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ISSN: 2161-0436
Human Genetics & Embryology
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Literature Reviews on Methods for Rare Variant Association Studies

Shurong Fang1*, Shuanglin Zhang2 and Qiuying Sha2

1Department of Mathematics, Fairfield University, Fairfield, CT 06824, USA

2Department of Mathematical Sciences, Michigan Technological University, Houghton, MI 49931, USA

*Corresponding Author:
Shurong Fang
Department of Mathematics, Fairfield University
Fairfield, CT 06824, USA
Tel: (203) 254-4184
E-mail: [email protected]

Received Date: February 01, 2016; Accepted Date: February 16, 2016; Published Date: February 18, 2016

Citation: Fang S, Zhang S, Sha Q (2016) Literature Reviews on Methods for Rare Variant Association Studies. Human Genet Embryol 6:133. doi:10.4172/2161-0436.1000133

Copyright: © 2016 Fang S, et al. This is an open-access article distributed under the terms of the Creative Commons Attribution License, which permits unrestricted use, distribution, and reproduction in any medium, provided the original author and source are credited.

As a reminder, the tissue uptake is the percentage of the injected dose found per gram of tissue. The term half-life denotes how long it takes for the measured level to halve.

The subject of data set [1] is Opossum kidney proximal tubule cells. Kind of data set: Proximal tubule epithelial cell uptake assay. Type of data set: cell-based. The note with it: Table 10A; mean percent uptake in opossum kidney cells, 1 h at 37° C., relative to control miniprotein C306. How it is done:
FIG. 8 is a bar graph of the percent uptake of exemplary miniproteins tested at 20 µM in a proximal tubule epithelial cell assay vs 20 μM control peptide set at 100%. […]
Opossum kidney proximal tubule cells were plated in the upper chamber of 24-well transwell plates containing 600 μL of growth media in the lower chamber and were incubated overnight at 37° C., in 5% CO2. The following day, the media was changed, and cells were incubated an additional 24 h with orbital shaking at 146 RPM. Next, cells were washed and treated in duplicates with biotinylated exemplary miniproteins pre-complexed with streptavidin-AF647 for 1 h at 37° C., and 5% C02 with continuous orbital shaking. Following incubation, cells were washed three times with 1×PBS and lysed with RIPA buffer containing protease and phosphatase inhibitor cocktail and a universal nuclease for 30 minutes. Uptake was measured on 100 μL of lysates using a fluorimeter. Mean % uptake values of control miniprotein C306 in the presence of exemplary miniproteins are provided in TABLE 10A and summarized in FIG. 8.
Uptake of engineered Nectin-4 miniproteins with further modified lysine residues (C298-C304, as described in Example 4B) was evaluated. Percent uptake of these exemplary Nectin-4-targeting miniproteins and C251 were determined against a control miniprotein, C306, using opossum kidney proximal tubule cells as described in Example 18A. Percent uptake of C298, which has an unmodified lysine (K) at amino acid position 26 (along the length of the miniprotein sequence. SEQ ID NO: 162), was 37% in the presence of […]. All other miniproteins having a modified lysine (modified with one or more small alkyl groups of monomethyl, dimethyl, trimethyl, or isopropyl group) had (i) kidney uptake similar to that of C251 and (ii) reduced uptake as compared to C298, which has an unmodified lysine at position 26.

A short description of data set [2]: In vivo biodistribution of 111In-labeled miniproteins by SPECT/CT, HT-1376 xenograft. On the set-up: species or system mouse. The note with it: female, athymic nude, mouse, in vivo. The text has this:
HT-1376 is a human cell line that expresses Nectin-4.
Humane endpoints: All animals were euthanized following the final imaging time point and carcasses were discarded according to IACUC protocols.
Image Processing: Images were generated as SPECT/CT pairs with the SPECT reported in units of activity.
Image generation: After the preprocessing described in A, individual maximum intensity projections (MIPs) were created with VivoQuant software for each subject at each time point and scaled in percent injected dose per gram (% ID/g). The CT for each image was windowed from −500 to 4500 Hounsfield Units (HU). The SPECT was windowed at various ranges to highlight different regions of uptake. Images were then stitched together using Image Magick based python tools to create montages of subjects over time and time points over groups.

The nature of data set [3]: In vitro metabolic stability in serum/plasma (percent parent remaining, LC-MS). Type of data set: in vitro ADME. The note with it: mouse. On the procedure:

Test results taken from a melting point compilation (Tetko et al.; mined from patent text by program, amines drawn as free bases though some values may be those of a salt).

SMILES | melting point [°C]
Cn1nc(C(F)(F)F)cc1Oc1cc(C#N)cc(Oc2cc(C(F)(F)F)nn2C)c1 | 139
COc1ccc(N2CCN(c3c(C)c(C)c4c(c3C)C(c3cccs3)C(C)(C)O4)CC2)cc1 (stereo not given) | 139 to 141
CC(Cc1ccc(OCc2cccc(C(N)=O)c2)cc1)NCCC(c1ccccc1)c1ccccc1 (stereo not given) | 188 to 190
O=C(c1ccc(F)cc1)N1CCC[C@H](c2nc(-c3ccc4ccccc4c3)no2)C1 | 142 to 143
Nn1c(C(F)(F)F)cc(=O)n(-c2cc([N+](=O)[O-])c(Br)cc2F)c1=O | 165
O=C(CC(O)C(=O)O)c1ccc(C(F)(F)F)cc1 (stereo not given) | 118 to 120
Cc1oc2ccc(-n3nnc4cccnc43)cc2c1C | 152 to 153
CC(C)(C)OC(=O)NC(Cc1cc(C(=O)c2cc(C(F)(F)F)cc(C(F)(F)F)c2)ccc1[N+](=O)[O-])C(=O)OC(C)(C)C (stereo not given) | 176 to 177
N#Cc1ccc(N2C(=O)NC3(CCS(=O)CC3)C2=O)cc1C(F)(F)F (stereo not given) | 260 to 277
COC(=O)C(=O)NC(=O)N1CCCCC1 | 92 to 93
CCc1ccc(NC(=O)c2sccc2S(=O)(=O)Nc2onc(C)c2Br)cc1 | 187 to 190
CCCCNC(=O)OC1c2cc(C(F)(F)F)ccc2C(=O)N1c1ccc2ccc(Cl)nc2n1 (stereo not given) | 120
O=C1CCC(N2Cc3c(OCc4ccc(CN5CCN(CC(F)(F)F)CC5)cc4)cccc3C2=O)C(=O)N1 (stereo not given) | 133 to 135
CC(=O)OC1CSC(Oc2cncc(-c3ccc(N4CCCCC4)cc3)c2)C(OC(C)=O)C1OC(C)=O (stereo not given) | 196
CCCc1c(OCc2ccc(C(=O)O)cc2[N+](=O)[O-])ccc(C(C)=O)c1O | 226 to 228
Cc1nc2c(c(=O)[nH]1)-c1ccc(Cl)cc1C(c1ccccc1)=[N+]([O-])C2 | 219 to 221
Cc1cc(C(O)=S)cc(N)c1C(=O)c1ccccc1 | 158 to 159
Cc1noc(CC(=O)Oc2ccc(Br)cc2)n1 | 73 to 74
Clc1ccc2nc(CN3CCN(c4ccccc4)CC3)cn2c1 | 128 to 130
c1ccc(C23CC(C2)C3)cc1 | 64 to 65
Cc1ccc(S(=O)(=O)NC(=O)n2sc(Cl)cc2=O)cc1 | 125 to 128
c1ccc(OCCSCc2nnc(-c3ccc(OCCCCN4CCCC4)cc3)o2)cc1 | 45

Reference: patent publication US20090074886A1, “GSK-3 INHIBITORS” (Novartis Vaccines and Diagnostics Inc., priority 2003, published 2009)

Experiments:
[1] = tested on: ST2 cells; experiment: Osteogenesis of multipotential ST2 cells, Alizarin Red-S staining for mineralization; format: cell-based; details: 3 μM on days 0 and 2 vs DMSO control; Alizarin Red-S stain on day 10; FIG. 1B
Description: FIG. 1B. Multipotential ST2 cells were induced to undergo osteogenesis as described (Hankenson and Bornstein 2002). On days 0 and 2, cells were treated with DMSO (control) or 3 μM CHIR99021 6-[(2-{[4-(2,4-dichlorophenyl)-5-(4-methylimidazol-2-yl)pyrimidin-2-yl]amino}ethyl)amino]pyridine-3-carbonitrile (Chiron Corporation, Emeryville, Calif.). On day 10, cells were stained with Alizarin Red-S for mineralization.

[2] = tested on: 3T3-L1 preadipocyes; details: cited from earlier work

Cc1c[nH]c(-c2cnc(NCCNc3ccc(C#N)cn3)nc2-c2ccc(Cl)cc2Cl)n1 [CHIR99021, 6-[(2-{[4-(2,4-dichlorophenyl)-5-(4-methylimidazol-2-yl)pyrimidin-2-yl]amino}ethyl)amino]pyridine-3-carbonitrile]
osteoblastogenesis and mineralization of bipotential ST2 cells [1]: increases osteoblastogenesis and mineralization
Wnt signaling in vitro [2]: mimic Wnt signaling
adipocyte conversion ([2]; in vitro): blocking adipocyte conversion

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Abstract

The widespread availability of genome sequencing data has yielded different rare variant association methods in population-based or family-based designs. However, it is challenging to know which method is appropriate in practice. Our purpose of this paper is to provide a general review of the literature for rare variant association studies and suggestions on future research directions. This paper discusses methods for recent rare variant association studies in three categories. The first two categories are for population-based designs, with/without considering the direction of the effects of causal rare variants. In the third category, methods for family-based designs are concluded.

Keywords

Family-based design; Population-based design; Quantitative traits; Qualitative traits; Rare variants

Introduction